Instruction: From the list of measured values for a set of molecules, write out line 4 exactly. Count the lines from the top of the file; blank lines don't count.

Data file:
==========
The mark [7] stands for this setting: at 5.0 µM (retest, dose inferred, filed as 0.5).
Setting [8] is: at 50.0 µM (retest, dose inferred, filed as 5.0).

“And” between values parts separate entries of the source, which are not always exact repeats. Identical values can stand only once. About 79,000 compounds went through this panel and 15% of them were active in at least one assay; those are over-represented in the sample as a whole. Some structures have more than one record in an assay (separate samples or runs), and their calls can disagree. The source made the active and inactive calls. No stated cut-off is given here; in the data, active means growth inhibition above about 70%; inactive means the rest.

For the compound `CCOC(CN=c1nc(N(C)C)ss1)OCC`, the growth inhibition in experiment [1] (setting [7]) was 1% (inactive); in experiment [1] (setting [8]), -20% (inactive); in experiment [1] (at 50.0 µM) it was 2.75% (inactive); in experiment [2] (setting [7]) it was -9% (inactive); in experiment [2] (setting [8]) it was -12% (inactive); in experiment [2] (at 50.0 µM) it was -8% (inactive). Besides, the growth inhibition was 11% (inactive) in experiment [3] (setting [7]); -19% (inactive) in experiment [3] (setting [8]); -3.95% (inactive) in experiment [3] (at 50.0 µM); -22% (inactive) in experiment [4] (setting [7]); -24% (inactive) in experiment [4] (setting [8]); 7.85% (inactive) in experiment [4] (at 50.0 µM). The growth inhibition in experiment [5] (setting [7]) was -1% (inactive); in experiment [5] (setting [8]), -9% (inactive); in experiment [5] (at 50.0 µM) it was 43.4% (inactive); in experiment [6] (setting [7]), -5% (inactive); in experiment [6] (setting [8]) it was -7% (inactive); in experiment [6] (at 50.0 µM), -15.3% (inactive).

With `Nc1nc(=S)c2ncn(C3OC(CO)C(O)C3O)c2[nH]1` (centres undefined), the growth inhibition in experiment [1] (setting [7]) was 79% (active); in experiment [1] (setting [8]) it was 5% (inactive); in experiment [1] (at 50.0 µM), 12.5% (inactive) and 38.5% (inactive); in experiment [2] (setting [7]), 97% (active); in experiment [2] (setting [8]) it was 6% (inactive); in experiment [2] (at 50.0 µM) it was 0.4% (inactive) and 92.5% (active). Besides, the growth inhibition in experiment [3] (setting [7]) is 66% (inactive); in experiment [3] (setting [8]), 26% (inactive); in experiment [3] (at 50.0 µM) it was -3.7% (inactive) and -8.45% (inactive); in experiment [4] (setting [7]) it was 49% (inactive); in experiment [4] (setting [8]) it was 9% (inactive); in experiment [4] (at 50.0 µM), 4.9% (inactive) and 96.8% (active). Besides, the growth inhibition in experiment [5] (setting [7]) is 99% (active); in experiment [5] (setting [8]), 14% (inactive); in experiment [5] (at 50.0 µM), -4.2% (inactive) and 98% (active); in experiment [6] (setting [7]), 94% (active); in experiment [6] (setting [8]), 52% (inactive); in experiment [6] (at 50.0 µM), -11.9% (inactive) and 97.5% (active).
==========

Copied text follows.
For the compound `CCOC(CN=c1nc(N(C)C)ss1)OCC`, the growth inhibition in experiment [1] (setting [7]) was 1% (inactive); in experiment [1] (setting [8]), -20% (inactive); in experiment [1] (at 50.0 µM) it was 2.75% (inactive); in experiment [2] (setting [7]) it was -9% (inactive); in experiment [2] (setting [8]) it was -12% (inactive); in experiment [2] (at 50.0 µM) it was -8% (inactive). Besides, the growth inhibition was 11% (inactive) in experiment [3] (setting [7]); -19% (inactive) in experiment [3] (setting [8]); -3.95% (inactive) in experiment [3] (at 50.0 µM); -22% (inactive) in experiment [4] (setting [7]); -24% (inactive) in experiment [4] (setting [8]); 7.85% (inactive) in experiment [4] (at 50.0 µM). The growth inhibition in experiment [5] (setting [7]) was -1% (inactive); in experiment [5] (setting [8]), -9% (inactive); in experiment [5] (at 50.0 µM) it was 43.4% (inactive); in experiment [6] (setting [7]), -5% (inactive); in experiment [6] (setting [8]) it was -7% (inactive); in experiment [6] (at 50.0 µM), -15.3% (inactive).